Human communication is very complex. It is easy enough to be misunderstood when you are speaking to someone face to face. In the medium of print, it is impossible to know how others perceive you or take your meaning.
For example, I have been following a particular blog for several months. This individual is obviously a very talented cook and writer. They have a beautifully designed webpage and feature some of the best food bloggers I have ever seen. Over the past few months, I've been communicating with some of the contributors on Twitter. I can tell you, I have never met more generous and kind people. It was all going swimmingly until one day there was an article on cake and all the wheels came flying off.
The author of the blog posted the most venomous comment about cupcakes and those who choose to bake them. Not just cupcakes, but those 'VILE AMERICAN' cupcakes. Perhaps I was being too sensitive but I felt each vitriolic word like a slap across the face. My perception of that blogger radically changed in that instant. I went from respecting and admiring them to seeing every word they wrote as being arrogant or patronising.
In an instant I had typed an equally fierce comment in reply. I wrote how unfair their comments were, when many of the blog's faithful supporters were American and all had been so complimentary and kind. A large portion of this author's success could be attributed to loyal American cupcake bakers. How DARE ......etc, etc, etc.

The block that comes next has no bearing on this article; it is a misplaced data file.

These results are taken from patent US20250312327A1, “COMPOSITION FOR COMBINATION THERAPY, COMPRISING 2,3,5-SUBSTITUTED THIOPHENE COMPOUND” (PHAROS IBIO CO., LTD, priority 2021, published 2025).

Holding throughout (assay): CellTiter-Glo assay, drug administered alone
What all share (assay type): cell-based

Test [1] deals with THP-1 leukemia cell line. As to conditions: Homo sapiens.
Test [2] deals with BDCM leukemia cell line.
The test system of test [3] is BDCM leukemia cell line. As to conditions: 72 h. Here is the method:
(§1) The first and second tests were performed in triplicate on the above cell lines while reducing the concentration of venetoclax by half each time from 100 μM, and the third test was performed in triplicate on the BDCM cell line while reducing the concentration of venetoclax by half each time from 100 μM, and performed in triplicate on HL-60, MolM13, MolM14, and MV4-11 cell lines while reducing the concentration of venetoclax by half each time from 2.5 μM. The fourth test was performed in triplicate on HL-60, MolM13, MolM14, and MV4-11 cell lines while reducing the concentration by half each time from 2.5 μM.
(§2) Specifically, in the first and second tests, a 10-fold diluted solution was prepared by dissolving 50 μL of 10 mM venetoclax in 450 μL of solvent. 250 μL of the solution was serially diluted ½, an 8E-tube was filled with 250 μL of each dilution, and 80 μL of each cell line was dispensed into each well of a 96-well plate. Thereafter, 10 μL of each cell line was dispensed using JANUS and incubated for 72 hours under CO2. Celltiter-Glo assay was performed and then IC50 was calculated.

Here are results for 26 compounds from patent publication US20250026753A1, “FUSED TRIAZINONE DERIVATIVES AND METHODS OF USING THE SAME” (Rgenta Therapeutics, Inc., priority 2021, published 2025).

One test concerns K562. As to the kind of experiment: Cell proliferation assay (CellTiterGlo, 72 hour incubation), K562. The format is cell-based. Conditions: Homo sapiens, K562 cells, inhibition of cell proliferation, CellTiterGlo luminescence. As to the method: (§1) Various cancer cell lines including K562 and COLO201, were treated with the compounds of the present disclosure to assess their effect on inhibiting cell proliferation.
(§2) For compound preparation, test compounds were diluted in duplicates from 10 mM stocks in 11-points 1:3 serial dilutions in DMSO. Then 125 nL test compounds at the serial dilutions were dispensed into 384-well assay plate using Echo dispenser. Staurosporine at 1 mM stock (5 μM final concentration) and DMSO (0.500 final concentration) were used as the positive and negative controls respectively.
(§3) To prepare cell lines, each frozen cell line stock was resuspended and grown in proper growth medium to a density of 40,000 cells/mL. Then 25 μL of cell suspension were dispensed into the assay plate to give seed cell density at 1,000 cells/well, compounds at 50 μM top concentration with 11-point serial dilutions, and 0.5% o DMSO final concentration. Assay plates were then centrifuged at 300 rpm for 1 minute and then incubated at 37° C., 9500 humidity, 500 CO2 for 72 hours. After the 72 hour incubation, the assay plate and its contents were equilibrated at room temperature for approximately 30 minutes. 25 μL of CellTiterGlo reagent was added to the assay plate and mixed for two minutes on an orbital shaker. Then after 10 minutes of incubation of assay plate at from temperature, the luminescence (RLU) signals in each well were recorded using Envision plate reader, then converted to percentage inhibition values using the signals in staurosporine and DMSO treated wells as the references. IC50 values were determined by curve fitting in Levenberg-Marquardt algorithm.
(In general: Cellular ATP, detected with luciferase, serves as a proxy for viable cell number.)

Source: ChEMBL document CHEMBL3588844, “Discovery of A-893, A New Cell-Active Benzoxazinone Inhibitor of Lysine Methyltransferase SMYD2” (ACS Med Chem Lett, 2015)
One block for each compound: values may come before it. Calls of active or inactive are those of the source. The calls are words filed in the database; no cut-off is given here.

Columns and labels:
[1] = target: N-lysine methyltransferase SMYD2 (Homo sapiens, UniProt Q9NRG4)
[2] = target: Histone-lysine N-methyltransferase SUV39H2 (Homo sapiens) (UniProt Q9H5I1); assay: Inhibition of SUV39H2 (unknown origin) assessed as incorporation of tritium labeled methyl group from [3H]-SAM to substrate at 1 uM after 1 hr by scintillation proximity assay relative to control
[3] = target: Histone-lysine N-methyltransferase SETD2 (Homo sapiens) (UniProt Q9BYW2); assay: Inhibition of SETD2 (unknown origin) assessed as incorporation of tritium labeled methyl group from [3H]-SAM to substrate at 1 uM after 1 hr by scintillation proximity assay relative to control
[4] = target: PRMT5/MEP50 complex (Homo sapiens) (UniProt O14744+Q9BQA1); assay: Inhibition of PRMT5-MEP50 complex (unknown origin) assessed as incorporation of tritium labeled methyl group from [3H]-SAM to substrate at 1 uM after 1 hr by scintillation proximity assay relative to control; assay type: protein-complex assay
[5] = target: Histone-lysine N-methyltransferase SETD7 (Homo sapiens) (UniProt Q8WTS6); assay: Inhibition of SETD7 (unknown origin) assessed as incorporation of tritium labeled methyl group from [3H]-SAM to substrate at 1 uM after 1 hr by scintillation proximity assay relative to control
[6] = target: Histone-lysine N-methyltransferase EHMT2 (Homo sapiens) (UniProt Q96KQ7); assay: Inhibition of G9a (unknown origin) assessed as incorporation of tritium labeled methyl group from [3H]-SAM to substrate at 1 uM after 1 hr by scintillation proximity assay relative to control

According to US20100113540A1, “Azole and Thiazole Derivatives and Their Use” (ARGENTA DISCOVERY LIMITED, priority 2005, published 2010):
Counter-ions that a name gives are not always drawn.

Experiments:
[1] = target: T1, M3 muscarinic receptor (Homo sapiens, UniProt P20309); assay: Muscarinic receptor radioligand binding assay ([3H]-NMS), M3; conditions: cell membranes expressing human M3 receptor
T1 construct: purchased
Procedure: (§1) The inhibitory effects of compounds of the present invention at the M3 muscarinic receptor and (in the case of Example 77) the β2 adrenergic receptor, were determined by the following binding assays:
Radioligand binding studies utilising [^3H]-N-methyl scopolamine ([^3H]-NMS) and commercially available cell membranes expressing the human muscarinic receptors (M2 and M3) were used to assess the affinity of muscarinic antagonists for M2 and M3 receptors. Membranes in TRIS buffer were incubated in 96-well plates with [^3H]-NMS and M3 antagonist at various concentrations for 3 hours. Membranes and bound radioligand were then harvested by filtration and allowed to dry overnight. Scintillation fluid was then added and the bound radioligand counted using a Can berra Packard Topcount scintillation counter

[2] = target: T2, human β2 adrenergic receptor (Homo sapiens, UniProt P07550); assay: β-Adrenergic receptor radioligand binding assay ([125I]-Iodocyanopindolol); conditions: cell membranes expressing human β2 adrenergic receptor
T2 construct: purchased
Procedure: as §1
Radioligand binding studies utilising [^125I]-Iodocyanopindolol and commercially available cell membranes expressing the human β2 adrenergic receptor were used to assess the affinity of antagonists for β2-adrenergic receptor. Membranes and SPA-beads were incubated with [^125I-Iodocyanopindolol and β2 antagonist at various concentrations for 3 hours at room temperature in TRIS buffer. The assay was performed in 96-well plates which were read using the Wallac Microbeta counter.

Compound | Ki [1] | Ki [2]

Then I read my comment to check it for errors and to make sure I'd made my point. It was awful, I was ashamed. I'd spat back with the same viciousness I thought I had perceived from the blogger. Shame on me.
I deleted the unsent comment. It wouldn't have changed the blogger's attitude, in fact, my rant would have only reinforced it. There is another possibility, maybe I read it wrong. Perhaps the author had never meant to sound so unkind and disrespectful. It could be how I read it ....not how it was written.
I began to wonder how the people who read my blogs perceive me. Debs Dust Bunny is written primarily for my young nieces in the United States, so the content is light hearted and light on verbiage. The Absent Auntie is more serious and hopefully, more content oriented. Do I seem vapid, boastful or dour? Am I just one of those 'VILE AMERICAN' cupcake bakers cluttering up the Internet with trivial tripe?
Well, yes, possibly, but it's not how I intend to come across. So I've learned a lesson, NEVER respond to a comment in anger. Try an old acting technique, read the line in a different way. You will be amazed how it changes the meaning of the words.
Yes, human communication is a VERY complex thing, even more complicated in text.
Thank you Kate for being so inspirational and making me think twice! Visit http://katescuttings.net/